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Primo Grill buys Gary’s Steak Out — and Gary’s building

Post by News Tribune Staff on June 25, 2007 at 2:26 pm | No Comments »
June 25, 2007 2:26 pm

Gary Lawrence, at the grill at Gary’s Steak Out: Why work to death?

Gary’s Steak Out & Bar has been sold to the people at Primo Grill, Gary Lawrence confirmed today.

Primo chef/owner Charlie McManus told me he’s going to reopen Gary’s as Crown Bar, an American bistro and "neighborhood bar," in September. Lawrence said he’ll be packed up by the end of July.

Lawrence didn’t just sell his 3-year-old grown-up steakhouse: McManus and his wife, Jacqueline Plattner, are buying the entire 10,000-square-foot building on the 2700 block of Sixth Avenue, home to a tattoo shop, a chiropractor, a driving school and a doggy day care.

Lawrence said the sale price was “beyond fair with Charlie.”

"I’m really happy somebody’s gonna care about it like I do," said Lawrence, who has operated restaurants in that building since 1987 – first Brunchies, then the breakfast spot The Sunriser, and finally, Gary’s Steak Out.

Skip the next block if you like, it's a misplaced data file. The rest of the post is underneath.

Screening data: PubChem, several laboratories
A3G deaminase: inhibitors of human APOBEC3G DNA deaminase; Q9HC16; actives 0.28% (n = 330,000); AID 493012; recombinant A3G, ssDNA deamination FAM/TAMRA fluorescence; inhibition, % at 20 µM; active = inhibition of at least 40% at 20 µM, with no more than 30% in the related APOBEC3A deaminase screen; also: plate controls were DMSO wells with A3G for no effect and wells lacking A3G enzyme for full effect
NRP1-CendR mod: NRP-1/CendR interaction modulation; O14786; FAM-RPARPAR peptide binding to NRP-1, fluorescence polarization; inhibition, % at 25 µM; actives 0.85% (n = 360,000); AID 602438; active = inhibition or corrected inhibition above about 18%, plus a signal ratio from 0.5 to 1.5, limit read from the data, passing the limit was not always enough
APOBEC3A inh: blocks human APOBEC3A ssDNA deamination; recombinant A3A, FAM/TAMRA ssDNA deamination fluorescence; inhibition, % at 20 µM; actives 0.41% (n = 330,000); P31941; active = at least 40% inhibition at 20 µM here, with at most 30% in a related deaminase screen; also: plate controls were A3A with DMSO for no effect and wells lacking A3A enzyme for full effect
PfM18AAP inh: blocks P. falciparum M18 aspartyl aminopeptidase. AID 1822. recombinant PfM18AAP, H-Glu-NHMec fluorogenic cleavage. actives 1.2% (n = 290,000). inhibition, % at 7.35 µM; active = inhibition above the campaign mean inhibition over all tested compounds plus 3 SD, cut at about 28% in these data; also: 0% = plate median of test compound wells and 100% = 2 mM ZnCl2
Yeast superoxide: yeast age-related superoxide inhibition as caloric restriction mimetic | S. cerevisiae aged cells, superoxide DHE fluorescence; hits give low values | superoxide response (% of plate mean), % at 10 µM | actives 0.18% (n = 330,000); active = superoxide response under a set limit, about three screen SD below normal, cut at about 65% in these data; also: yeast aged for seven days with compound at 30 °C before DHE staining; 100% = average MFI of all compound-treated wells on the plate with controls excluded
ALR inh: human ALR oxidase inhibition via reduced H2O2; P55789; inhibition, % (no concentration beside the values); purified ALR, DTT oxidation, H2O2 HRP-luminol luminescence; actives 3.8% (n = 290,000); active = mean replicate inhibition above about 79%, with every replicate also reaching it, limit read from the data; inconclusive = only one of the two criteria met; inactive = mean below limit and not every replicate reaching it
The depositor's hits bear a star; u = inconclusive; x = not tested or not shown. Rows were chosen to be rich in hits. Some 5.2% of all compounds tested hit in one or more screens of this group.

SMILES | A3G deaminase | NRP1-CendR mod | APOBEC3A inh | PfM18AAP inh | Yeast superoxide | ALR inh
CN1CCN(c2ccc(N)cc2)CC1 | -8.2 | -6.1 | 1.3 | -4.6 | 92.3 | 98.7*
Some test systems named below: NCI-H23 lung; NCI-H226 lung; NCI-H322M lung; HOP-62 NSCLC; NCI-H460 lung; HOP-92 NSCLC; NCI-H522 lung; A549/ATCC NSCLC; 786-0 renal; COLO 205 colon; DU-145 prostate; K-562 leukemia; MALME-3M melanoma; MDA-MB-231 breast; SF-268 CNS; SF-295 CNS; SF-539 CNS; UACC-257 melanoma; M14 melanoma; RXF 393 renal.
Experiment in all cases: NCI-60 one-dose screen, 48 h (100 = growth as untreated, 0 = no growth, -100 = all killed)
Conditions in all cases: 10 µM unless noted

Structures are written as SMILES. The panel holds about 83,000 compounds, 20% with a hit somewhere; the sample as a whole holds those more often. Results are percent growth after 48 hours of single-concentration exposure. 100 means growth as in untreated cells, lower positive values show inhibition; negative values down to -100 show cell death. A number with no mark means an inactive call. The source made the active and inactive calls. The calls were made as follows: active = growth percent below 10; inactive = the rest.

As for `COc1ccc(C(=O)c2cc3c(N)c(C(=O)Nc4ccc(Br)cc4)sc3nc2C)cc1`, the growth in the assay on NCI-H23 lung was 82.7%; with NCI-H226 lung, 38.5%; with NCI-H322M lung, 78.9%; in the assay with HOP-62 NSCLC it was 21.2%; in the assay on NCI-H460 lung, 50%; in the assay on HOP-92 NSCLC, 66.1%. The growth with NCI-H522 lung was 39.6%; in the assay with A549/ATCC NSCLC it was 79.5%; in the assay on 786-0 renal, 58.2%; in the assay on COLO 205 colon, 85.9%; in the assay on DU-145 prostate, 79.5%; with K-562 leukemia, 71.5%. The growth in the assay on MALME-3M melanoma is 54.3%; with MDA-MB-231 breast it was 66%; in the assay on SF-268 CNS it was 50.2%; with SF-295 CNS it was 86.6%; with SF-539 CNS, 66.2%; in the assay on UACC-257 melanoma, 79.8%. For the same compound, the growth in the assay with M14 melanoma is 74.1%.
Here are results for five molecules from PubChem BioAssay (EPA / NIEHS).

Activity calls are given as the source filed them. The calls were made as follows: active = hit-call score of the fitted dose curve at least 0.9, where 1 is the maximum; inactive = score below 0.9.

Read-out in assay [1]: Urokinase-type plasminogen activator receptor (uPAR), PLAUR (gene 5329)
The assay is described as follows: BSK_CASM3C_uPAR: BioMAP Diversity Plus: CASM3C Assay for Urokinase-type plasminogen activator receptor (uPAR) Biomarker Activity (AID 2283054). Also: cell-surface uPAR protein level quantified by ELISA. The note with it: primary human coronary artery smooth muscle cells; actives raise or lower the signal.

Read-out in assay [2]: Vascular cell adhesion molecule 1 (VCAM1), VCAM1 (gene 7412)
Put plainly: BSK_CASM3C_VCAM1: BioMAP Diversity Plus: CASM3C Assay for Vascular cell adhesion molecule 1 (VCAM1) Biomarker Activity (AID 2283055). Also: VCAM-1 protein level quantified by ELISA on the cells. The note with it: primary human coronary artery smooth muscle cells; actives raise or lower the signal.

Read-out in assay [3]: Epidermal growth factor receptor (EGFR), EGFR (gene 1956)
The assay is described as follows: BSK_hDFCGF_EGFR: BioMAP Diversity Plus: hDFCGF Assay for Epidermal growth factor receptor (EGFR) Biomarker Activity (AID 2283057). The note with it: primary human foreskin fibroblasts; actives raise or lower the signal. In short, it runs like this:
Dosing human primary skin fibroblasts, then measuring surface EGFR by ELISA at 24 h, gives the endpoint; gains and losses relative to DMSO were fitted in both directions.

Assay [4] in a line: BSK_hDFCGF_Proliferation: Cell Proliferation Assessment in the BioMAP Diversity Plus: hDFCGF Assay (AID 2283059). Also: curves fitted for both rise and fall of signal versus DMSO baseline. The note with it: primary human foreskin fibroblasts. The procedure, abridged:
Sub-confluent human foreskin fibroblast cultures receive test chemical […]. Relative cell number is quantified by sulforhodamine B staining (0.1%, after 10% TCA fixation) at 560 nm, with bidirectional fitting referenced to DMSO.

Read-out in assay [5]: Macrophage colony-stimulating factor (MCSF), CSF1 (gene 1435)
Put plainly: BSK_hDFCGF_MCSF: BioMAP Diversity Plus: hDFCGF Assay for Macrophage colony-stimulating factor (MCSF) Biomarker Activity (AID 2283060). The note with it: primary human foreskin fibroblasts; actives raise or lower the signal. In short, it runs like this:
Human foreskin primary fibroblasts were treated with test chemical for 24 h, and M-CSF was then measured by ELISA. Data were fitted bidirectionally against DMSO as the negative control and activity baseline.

Lawrence opened Gary’s Steak Out in August 2004, spending $400,000 to transform his iconic Sixth Avenue breakfast joint into an upscale dinner house.

"I got tired of making breakfast, got tired of the speed," Lawrence said of his early-rising days cooking 10-egg omelets and 1-pound plates of hash browns for hung-over patrons. "I got tired of food being all over the floor. I built a really nice place and want to keep it that way."

At Gary’s Steak Out, maple walls give the dining room an intimate, dinner-club feel. Marble in the restrooms is just plain classy.

McManus said the restaurant’s "got great bones" that reminded him of the Crown Bar in Belfast, his hometown.

"I don’t want to do an Irish bar," McManus said. "There are too many around already."

Lawrence said he plans to "semi retire" and undergo a "life change." He’s 43 years old. He had "a couple of small heart attacks a few months ago." He said he’ll make his side business of selling old muscle cars his main business.

Lawrence commutes from Shelton with his wife, Tess. Her mother works at Gary’s as a hostess. Her father washes dishes.

"We’ve been there 20 years," Lawrence said. "Why work them to death?"


On the topic of work and health, Rosewood Cafe proprietor Barry Watson is out of the hospital after heart attacks and surgury.

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